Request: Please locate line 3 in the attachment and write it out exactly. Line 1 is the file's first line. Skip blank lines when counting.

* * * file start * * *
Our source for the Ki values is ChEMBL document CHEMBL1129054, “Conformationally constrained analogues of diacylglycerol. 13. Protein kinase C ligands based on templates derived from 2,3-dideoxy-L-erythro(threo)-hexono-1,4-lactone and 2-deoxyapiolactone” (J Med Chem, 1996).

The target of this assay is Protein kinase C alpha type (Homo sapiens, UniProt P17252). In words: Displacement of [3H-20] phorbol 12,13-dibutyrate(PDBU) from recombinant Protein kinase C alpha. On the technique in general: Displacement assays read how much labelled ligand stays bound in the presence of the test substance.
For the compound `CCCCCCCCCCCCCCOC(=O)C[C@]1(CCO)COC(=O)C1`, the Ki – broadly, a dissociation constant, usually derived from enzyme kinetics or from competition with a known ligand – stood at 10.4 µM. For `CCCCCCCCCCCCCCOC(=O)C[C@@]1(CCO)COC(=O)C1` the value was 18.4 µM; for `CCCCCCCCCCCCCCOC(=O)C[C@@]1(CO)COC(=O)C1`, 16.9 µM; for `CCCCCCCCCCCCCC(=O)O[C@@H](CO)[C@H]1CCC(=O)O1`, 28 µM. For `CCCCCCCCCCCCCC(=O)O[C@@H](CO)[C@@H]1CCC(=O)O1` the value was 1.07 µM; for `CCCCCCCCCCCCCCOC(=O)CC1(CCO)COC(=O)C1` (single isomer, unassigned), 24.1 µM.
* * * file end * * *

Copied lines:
For the compound `CCCCCCCCCCCCCCOC(=O)C[C@]1(CCO)COC(=O)C1`, the Ki – broadly, a dissociation constant, usually derived from enzyme kinetics or from competition with a known ligand – stood at 10.4 µM. For `CCCCCCCCCCCCCCOC(=O)C[C@@]1(CCO)COC(=O)C1` the value was 18.4 µM; for `CCCCCCCCCCCCCCOC(=O)C[C@@]1(CO)COC(=O)C1`, 16.9 µM; for `CCCCCCCCCCCCCC(=O)O[C@@H](CO)[C@H]1CCC(=O)O1`, 28 µM. For `CCCCCCCCCCCCCC(=O)O[C@@H](CO)[C@@H]1CCC(=O)O1` the value was 1.07 µM; for `CCCCCCCCCCCCCCOC(=O)CC1(CCO)COC(=O)C1` (single isomer, unassigned), 24.1 µM.